The only problem is that bad boys don't just sort of fade away - they burn out and only a few of them ever take that creativity and actually do anything with it, besides keep some barstools from getting lonely. Now there's nothing wrong with that - I myself am a close personal friend of more than a few barstools and I've accomplished little in this world. Except I do have a job and a car and a place to live and a bunch of great friends and two dogs and all those accoutrements of the vaguely civilized life and I sort of feel that it ought to be possible for me to find a guy who also has these things or some facsimile thereof. Yet it seems not to be and I'm tired of dating the homeless. But at the same time, to the despair of my friends and no doubt my therapist, I automatically assume that if a male has those things then he's pretty much certainly out of my league and definitely not going to be interested in me anyway. Which has been the case in the past, let's face it.

Of course, I'm not actually dating anyone, homeless or otherwise. And maybe that should worry me more than it usually does, but except for occasional days like this one, mostly it makes me feel relieved. It's easier. And it seems to be damn near impossible for me to meet anyone anyway - bad, good or otherwise, so it's all a moot point. Whine. Whine, whine, whine.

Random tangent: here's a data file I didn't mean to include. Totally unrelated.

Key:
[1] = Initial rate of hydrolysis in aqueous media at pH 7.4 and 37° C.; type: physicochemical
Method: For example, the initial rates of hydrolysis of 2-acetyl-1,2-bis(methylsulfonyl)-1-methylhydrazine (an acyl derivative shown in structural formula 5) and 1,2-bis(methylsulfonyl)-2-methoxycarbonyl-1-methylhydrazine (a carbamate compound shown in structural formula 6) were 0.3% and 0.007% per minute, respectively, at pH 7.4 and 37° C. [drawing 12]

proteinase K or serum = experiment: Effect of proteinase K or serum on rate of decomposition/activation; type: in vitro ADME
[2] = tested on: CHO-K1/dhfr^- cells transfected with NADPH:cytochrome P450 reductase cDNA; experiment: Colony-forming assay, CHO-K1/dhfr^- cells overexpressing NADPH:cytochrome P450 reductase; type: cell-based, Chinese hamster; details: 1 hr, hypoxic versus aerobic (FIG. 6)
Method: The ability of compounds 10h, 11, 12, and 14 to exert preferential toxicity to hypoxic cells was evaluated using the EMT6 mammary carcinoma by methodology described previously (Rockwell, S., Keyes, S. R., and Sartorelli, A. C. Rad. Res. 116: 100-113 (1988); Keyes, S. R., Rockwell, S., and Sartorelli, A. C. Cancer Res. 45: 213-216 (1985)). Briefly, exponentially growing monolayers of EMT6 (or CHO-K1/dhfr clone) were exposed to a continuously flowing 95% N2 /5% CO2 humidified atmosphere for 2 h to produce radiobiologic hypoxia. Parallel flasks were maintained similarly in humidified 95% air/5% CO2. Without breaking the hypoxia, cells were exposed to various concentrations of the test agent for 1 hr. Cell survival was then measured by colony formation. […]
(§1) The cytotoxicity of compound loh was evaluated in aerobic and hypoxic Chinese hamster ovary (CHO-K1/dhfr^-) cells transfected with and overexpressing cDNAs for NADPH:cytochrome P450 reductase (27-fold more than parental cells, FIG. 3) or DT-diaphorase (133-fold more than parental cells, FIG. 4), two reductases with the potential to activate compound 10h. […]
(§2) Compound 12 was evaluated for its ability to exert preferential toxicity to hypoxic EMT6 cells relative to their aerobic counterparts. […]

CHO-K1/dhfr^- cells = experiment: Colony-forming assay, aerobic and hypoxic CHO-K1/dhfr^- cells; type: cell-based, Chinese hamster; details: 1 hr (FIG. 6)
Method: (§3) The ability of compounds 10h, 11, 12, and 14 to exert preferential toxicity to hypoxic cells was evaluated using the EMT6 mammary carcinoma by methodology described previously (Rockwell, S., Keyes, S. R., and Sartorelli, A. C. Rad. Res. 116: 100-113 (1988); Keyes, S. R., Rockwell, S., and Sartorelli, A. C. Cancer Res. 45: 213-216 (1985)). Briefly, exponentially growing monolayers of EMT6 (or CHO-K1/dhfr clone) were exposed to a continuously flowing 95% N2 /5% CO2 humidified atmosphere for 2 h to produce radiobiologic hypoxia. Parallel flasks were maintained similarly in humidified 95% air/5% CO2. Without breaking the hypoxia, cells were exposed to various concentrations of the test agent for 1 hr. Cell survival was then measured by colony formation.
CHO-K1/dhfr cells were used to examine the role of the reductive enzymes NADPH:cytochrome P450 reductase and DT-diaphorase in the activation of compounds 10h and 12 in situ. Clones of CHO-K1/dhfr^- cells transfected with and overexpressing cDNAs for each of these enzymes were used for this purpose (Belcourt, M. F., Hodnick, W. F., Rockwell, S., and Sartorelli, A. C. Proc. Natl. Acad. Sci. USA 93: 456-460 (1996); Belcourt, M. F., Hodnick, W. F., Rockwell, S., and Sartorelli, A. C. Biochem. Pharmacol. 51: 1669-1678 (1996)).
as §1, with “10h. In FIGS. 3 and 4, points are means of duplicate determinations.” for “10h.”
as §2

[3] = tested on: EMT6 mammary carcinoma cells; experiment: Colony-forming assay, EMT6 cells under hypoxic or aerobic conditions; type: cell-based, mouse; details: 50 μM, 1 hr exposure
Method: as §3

Ah, fuck it. I made a kickass Irish stew tonight and ate it with good French bread and I still have like 7 books I haven't read yet. That's more than enough for one life.

Wednesday, September 19, 2007

project 365 #261: sunrise under I 40

This is a post in which I expose to the world at large the total assholery of the employees of the Amoco on the corner of Haywood Road & Vermont Avenue. Yes, all of us who live in West Asheville already know that they are all assholes, but this is where I . . .um, tell y'all something you already know. Actually, it's kind of weird. It's like working at that convenience store just strangely morphs quite nice people into psychotic, raging assholes. I could completely understand it when they were playing that jingle, that horrible, horrible jingle, that is so horrible I have managed, thank gods, to completely forget it since its terrible inception of evil about a year and a half ago and then its atrocious apotheosis in the summer of 2006, when, apparently, all the convenience stores in Asheville had been taken over by one giant megaconglomerate convenience store which all played the same jingle - over and over and over again. Until you ran screaming away with an axe handle in your brain. So, yeah, I can get turning into an asshole if they're making you listen to that jingle all day long. Asshole, hell, I personally would have gone way beyond asshole and well into psychopathic serial killer - perhaps the first serial killer who concentrated exclusively on the personnel of Atlanta marketing offices.